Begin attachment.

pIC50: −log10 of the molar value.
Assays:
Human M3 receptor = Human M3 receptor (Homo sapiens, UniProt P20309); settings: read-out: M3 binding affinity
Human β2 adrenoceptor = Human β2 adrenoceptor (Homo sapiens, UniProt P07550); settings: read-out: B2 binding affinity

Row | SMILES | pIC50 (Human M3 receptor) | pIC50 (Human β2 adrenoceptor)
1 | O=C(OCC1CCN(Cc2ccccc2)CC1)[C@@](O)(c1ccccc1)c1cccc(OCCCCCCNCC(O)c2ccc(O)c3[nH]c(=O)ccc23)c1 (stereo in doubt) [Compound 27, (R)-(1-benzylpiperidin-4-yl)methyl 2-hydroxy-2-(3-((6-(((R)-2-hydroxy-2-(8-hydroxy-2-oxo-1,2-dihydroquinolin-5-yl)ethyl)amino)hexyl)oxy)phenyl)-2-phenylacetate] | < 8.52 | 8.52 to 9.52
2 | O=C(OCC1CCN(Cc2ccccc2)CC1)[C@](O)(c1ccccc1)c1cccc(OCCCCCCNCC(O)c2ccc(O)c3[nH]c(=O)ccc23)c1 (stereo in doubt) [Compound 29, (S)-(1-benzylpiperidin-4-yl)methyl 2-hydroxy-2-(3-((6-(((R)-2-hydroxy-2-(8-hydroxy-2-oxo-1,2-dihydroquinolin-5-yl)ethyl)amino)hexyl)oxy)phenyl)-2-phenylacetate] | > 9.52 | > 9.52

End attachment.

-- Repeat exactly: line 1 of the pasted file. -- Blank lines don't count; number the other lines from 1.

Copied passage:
pIC50: −log10 of the molar value.